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Ocean Plastic Gets Recycled for the Runway

POSTED UNDER Beauty & Fashion

This summer, the world’s most popular vacation spot, the ocean, needs your help. Scientists from the nonprofit advocacy group 5 Gyres have estimated that 5.25 trillion pieces of plastic, weighing nearly 269,000 tons, are currently littered across our oceans. Plastic has been found to leach toxins into our water, threaten marine life and sometimes end up back on our plates in seafood. It’s a bigger problem than many of us realize, but a few innovative companies, including Macy’s partners, are working to change these statistics.

Innovating With Fashion

As a part of our 5-Point Action Plan, Macy’s advocates sustainability and renewability with our vendor partners, associates and customers. This includes promoting eco-friendly products and supporting efforts to clean up the environment. The following Macy’s vendors are just a few that are making strides in recycling beach plastics — from abandoned fishing nets to plastic bottles — and turning them into stylish shoes and apparel.


Adidas has teamed up with a group called Parley for the Oceans to create sustainable running shoes, soccer jerseys and swimsuits made with plastic fibers recovered from the ocean. According to Adidas, approximately 11 plastic bottles are recycled for each pair of Parley shoes they manufacture. Further, their design director said, that with one large fishing net, it’s possible to produce more than 1,000 swimsuits in their new line. Made to help you and the ocean perform at its best, Adidas and Parley plan to continue to develop apparel and make a powerful difference.


In addition to reducing the amount of material used in their shoes, Nike has developed sustainable shoe packaging with partner, Miniwiz. Replacing the traditional shoe box, Nike’s design easily stacks for display and also can be worn as a backpack after purchase. The packaging itself is made entirely of post-consumer waste, including coffee lids and milk containers, and is another “step” in the right direction for recycled apparel.

G-Star RAW & O’Neill

Another notable recycled material company, Bionic Yarn, produces thread and fabric from recovered marine plastics. Over the past few years, it has teamed up with O’Neill and G-Star RAW, both Macy’s partners, to use its yarn in everything from snowboarding jackets to denim jeans to hoodies. According to O’Neill, 200,000 plastic bottles from shorelines were recycled to make the Bionic Yarn used in its 2016 “Blue” spring/summer collection. For our oceans, every bottle makes a difference.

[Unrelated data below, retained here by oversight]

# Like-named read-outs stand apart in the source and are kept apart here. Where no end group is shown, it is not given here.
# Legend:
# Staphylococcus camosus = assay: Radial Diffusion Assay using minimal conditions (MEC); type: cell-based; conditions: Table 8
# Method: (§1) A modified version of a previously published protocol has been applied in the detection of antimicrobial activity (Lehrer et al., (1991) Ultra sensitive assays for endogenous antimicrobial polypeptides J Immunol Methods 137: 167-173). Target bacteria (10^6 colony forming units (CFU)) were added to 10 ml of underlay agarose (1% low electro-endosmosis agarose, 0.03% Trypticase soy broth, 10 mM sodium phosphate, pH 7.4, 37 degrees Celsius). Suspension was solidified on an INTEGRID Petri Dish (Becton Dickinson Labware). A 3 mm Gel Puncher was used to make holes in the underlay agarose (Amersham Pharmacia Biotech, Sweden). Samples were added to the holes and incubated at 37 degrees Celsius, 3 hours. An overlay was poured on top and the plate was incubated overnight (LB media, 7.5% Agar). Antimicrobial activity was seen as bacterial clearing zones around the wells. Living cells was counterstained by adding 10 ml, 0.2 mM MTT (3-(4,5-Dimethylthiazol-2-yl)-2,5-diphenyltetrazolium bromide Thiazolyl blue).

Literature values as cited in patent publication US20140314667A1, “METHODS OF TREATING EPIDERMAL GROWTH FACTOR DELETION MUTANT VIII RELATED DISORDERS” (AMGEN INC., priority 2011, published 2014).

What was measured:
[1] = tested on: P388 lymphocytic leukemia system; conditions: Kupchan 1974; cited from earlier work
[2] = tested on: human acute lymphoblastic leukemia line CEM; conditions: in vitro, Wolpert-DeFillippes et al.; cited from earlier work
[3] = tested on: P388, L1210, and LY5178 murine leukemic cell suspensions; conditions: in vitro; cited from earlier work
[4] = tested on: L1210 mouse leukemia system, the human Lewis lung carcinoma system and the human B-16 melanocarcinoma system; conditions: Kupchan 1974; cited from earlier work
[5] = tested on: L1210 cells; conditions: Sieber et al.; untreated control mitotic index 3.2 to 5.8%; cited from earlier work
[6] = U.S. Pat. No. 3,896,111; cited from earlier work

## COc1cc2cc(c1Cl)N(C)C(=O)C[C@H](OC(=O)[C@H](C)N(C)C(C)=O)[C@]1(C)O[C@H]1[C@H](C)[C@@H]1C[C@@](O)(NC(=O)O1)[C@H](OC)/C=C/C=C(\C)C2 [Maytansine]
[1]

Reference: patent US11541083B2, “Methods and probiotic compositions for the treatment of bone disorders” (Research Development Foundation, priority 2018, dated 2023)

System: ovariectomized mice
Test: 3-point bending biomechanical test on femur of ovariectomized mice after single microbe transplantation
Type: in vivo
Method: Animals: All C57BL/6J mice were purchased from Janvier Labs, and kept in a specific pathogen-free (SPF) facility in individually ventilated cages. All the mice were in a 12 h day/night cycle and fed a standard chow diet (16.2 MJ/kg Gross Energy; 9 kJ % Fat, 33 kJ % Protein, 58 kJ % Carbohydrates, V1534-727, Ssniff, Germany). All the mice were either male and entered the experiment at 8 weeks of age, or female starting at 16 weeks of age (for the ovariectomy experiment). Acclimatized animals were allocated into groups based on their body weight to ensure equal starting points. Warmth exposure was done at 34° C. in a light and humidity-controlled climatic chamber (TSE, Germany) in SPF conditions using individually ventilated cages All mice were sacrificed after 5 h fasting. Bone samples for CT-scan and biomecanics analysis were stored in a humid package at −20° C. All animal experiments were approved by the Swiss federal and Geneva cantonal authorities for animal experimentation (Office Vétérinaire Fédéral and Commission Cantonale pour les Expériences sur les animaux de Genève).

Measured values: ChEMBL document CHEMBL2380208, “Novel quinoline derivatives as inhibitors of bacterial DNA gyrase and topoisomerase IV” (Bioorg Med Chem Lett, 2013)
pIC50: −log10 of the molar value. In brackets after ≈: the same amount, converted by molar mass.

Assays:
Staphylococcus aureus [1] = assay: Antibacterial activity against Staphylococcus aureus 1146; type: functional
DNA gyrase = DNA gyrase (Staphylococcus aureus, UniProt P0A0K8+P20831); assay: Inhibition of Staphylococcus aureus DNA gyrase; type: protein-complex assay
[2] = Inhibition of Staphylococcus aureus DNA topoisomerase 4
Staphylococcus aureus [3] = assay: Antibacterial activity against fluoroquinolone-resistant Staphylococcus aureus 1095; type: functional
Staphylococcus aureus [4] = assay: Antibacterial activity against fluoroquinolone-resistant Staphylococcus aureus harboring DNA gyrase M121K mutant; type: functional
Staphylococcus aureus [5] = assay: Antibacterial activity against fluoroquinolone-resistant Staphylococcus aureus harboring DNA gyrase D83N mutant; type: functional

What You Can Do

According to the Environmental Protection Agency, it’s estimated that about 80 percent of marine debris originates as land-based trash. That means you don’t need a commercial ship to help the cause. Be a part of the solution with these five simple ideas:

1. Prevent – Pay attention to how you and those around you treat your local beach or vacation destination. Practice good beach behavior: Reduce the amount of potential trash you bring to the beach, take everything with you when you leave, and set a good example for others.

2. Clean Up – Like our Hawaii associates did on Earth Day, organize a beach cleanup event, or dedicate an hour of your vacation to clean up litter on your own. Every little bit helps.

3. Reuse or Recycle – Even if you don’t live near the ocean, you can reduce the amount of land-based waste. If possible, reuse what you can and recycle the rest.

4. Support Recycled Style – Be an informed associate and consumer. Know and support sustainable brands and apparel, especially those that reuse beach plastics and other post-consumer materials.

5. Spread the Word – A little bit of knowledge goes a long way when it comes to protecting our oceans. Share what you’ve learned with others, and enjoy your next trip to the beach knowing that you’ve made an impact.


What do our beaches and oceans mean to you? Tell us why you think it’s important to protect them.


You also might like:

Ocean Conservation: Why It Matters

Celebrating World Water Day

7 Fast and Easy Green Resolutions

Macy’s Sustainable Packaging Initiative


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